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The number of contingent workers is on the rise across the country, but many states still don't have comprehensive laws in place for their protection.
The holiday season is a busy one for enterprise contingent workforce management professionals. Delivery services, hospitality businesses and retailers are all looking to boost their workforce to meet spikes in consumer demand.
In the IT world, contingent hiring has been rising steadily, but now, for the first time, there appears to be a divide based on company size.
Companies began using contingent workers more during our recent economic crisis, and have been reaping the benefits since.
As the economy continues to pick up steam, many companies are using contingent workers to bolster their employment ranks.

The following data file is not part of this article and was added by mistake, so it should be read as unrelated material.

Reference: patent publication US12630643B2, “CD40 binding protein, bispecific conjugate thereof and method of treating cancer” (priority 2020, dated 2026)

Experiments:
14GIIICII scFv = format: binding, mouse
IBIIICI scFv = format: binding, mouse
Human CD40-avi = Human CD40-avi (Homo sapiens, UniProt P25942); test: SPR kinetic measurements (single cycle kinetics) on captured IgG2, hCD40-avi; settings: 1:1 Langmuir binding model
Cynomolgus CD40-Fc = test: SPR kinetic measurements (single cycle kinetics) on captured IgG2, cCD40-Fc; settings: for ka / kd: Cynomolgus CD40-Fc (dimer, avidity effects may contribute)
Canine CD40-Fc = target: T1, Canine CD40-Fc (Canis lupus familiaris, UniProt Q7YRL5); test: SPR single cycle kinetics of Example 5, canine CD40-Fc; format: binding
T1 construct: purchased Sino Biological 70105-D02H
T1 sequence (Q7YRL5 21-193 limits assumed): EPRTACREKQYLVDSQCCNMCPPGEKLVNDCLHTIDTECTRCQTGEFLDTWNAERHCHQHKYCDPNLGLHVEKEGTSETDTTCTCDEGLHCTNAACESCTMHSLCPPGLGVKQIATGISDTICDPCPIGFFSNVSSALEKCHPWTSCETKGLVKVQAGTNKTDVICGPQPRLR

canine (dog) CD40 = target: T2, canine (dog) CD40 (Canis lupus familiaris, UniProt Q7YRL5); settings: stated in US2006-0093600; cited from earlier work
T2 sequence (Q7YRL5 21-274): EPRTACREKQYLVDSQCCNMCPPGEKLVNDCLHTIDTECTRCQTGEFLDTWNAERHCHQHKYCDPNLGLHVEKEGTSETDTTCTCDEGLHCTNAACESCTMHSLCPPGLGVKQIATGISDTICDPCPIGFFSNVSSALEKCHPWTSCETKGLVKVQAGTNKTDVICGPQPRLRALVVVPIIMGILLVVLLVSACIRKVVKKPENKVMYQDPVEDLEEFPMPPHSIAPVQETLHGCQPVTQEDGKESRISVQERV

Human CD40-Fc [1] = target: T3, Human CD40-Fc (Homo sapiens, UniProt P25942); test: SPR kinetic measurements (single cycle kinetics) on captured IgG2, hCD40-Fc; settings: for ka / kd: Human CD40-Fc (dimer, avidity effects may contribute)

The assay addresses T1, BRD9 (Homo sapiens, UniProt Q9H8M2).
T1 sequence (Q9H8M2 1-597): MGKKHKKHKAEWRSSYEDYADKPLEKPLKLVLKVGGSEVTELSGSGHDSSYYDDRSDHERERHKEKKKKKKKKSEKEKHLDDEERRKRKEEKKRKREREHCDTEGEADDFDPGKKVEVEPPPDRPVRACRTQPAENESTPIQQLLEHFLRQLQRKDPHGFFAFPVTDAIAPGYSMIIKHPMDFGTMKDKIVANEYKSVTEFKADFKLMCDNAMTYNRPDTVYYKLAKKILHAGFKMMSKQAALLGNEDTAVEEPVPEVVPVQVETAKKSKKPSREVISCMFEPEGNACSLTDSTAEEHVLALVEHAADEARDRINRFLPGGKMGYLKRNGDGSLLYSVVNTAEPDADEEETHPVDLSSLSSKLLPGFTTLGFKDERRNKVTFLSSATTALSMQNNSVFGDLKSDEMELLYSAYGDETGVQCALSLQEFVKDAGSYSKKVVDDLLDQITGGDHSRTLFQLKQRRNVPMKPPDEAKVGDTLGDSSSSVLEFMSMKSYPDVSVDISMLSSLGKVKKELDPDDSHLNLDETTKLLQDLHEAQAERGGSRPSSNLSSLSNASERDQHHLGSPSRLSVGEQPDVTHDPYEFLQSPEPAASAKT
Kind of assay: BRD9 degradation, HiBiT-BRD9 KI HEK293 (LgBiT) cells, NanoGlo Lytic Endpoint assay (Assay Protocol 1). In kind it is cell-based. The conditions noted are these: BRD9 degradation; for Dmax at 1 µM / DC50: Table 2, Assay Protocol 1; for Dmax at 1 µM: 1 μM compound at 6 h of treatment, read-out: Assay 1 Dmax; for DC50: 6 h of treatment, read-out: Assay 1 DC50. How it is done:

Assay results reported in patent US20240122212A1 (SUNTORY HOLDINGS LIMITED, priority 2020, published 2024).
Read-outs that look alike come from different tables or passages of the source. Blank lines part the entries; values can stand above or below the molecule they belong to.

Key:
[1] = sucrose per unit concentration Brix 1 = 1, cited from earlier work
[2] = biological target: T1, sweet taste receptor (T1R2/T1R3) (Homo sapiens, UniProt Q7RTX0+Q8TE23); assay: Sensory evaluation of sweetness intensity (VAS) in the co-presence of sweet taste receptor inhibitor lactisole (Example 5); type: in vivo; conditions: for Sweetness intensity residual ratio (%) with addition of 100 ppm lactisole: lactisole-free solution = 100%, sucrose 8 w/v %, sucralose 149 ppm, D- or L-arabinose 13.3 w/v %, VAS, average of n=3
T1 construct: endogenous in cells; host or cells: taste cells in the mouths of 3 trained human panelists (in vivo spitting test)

The use of contract-to-hire workers has been on the rise in recent years. There are numerous reasons driving the popularity of this type of workforce, but one is particularly clear—businesses want to be sure they are making the right hiring decisions.
The use of the contingent workforce continues to increase as businesses realize the benefits of a temp approach to staffing.
There is no dispute that the use of the contingent workforce is growing across the business landscape. It helps businesses quickly acquire impactful talent to provide effective support right out of the gate.
One of the biggest points of contention about the use of contingent and temporary workers is that businesses are often accused of using contractual arrangements to avoid the legal responsibilities associated with hiring full-time employees.
Businesses have long enjoyed the benefit of using temporary employees and independent contractors to fill seasonal or project-based needs, but lately there has been a noticeable uptick in the number of professionals that are following the temporary staffing path. Since the rec